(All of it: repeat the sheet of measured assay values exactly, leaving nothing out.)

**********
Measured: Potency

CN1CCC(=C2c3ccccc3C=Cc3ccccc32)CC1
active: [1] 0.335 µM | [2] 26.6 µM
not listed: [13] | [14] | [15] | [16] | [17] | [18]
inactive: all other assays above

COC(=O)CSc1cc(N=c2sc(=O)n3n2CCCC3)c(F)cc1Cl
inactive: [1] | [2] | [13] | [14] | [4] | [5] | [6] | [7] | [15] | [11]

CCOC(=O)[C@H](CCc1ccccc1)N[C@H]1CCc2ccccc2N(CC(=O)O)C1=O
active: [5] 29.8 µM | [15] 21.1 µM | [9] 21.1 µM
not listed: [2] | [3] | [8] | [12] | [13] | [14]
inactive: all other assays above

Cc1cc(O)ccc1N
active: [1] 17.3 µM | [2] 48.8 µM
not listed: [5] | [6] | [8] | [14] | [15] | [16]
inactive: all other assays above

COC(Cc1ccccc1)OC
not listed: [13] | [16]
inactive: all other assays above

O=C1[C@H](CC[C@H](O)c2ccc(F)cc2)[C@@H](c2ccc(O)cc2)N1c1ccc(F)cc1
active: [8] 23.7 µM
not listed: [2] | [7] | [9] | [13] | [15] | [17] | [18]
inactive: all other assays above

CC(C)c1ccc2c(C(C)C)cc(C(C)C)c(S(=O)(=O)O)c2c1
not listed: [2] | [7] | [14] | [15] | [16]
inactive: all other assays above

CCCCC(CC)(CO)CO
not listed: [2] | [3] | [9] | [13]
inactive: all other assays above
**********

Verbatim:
Measured: Potency

CN1CCC(=C2c3ccccc3C=Cc3ccccc32)CC1
active: [1] 0.335 µM | [2] 26.6 µM
not listed: [13] | [14] | [15] | [16] | [17] | [18]
inactive: all other assays above

COC(=O)CSc1cc(N=c2sc(=O)n3n2CCCC3)c(F)cc1Cl
inactive: [1] | [2] | [13] | [14] | [4] | [5] | [6] | [7] | [15] | [11]

CCOC(=O)[C@H](CCc1ccccc1)N[C@H]1CCc2ccccc2N(CC(=O)O)C1=O
active: [5] 29.8 µM | [15] 21.1 µM | [9] 21.1 µM
not listed: [2] | [3] | [8] | [12] | [13] | [14]
inactive: all other assays above

Cc1cc(O)ccc1N
active: [1] 17.3 µM | [2] 48.8 µM
not listed: [5] | [6] | [8] | [14] | [15] | [16]
inactive: all other assays above

COC(Cc1ccccc1)OC
not listed: [13] | [16]
inactive: all other assays above

O=C1[C@H](CC[C@H](O)c2ccc(F)cc2)[C@@H](c2ccc(O)cc2)N1c1ccc(F)cc1
active: [8] 23.7 µM
not listed: [2] | [7] | [9] | [13] | [15] | [17] | [18]
inactive: all other assays above

CC(C)c1ccc2c(C(C)C)cc(C(C)C)c(S(=O)(=O)O)c2c1
not listed: [2] | [7] | [14] | [15] | [16]
inactive: all other assays above

CCCCC(CC)(CO)CO
not listed: [2] | [3] | [9] | [13]
inactive: all other assays above